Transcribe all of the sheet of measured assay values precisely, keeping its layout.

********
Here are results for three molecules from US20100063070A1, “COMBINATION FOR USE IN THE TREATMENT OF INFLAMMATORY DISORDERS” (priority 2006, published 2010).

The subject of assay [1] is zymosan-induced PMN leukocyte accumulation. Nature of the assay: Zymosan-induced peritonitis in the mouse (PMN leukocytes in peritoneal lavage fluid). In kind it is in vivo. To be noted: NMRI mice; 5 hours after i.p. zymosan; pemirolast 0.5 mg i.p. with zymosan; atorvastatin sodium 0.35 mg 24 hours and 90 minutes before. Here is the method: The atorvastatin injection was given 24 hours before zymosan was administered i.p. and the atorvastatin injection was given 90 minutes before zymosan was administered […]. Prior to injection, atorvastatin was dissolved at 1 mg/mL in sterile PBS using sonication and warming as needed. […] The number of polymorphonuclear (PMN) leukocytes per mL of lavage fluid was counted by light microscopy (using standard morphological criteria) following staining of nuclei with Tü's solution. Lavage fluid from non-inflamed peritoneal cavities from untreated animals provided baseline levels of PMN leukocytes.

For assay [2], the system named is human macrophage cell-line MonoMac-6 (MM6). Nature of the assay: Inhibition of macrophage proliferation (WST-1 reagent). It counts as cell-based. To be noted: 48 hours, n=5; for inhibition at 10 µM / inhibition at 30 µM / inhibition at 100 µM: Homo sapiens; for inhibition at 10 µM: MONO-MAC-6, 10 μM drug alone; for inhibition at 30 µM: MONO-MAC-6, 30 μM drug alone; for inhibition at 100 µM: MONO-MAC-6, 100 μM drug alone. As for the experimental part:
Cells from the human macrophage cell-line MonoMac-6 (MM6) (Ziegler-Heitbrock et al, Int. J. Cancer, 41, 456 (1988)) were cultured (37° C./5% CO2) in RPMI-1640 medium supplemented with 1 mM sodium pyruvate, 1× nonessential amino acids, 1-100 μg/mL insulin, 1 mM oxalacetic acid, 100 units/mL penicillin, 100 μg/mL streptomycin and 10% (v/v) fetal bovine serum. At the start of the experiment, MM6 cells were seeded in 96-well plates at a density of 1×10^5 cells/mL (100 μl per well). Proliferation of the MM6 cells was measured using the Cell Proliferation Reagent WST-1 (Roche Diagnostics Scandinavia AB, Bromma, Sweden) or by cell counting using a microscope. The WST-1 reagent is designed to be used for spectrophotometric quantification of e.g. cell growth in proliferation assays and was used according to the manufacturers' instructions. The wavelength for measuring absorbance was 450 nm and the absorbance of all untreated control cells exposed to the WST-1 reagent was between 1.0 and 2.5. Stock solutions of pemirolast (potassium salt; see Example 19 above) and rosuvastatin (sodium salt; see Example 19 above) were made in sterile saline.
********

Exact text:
Here are results for three molecules from US20100063070A1, “COMBINATION FOR USE IN THE TREATMENT OF INFLAMMATORY DISORDERS” (priority 2006, published 2010).

The subject of assay [1] is zymosan-induced PMN leukocyte accumulation. Nature of the assay: Zymosan-induced peritonitis in the mouse (PMN leukocytes in peritoneal lavage fluid). In kind it is in vivo. To be noted: NMRI mice; 5 hours after i.p. zymosan; pemirolast 0.5 mg i.p. with zymosan; atorvastatin sodium 0.35 mg 24 hours and 90 minutes before. Here is the method: The atorvastatin injection was given 24 hours before zymosan was administered i.p. and the atorvastatin injection was given 90 minutes before zymosan was administered […]. Prior to injection, atorvastatin was dissolved at 1 mg/mL in sterile PBS using sonication and warming as needed. […] The number of polymorphonuclear (PMN) leukocytes per mL of lavage fluid was counted by light microscopy (using standard morphological criteria) following staining of nuclei with Tü's solution. Lavage fluid from non-inflamed peritoneal cavities from untreated animals provided baseline levels of PMN leukocytes.

For assay [2], the system named is human macrophage cell-line MonoMac-6 (MM6). Nature of the assay: Inhibition of macrophage proliferation (WST-1 reagent). It counts as cell-based. To be noted: 48 hours, n=5; for inhibition at 10 µM / inhibition at 30 µM / inhibition at 100 µM: Homo sapiens; for inhibition at 10 µM: MONO-MAC-6, 10 μM drug alone; for inhibition at 30 µM: MONO-MAC-6, 30 μM drug alone; for inhibition at 100 µM: MONO-MAC-6, 100 μM drug alone. As for the experimental part:
Cells from the human macrophage cell-line MonoMac-6 (MM6) (Ziegler-Heitbrock et al, Int. J. Cancer, 41, 456 (1988)) were cultured (37° C./5% CO2) in RPMI-1640 medium supplemented with 1 mM sodium pyruvate, 1× nonessential amino acids, 1-100 μg/mL insulin, 1 mM oxalacetic acid, 100 units/mL penicillin, 100 μg/mL streptomycin and 10% (v/v) fetal bovine serum. At the start of the experiment, MM6 cells were seeded in 96-well plates at a density of 1×10^5 cells/mL (100 μl per well). Proliferation of the MM6 cells was measured using the Cell Proliferation Reagent WST-1 (Roche Diagnostics Scandinavia AB, Bromma, Sweden) or by cell counting using a microscope. The WST-1 reagent is designed to be used for spectrophotometric quantification of e.g. cell growth in proliferation assays and was used according to the manufacturers' instructions. The wavelength for measuring absorbance was 450 nm and the absorbance of all untreated control cells exposed to the WST-1 reagent was between 1.0 and 2.5. Stock solutions of pemirolast (potassium salt; see Example 19 above) and rosuvastatin (sodium salt; see Example 19 above) were made in sterile saline.